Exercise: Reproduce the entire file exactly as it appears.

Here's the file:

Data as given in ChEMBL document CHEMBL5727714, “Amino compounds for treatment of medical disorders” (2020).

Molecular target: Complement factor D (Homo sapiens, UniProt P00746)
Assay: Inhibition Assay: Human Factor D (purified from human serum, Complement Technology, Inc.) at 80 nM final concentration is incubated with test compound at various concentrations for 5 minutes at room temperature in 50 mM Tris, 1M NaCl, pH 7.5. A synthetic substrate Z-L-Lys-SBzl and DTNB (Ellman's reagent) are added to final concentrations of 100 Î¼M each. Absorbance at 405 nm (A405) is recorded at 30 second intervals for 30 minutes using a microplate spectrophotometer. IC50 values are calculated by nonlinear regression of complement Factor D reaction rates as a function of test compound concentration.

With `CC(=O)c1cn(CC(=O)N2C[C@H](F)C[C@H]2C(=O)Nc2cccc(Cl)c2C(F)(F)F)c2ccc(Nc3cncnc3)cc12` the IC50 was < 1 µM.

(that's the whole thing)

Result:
Data as given in ChEMBL document CHEMBL5727714, “Amino compounds for treatment of medical disorders” (2020).

Molecular target: Complement factor D (Homo sapiens, UniProt P00746)
Assay: Inhibition Assay: Human Factor D (purified from human serum, Complement Technology, Inc.) at 80 nM final concentration is incubated with test compound at various concentrations for 5 minutes at room temperature in 50 mM Tris, 1M NaCl, pH 7.5. A synthetic substrate Z-L-Lys-SBzl and DTNB (Ellman's reagent) are added to final concentrations of 100 Î¼M each. Absorbance at 405 nm (A405) is recorded at 30 second intervals for 30 minutes using a microplate spectrophotometer. IC50 values are calculated by nonlinear regression of complement Factor D reaction rates as a function of test compound concentration.

With `CC(=O)c1cn(CC(=O)N2C[C@H](F)C[C@H]2C(=O)Nc2cccc(Cl)c2C(F)(F)F)c2ccc(Nc3cncnc3)cc12` the IC50 was < 1 µM.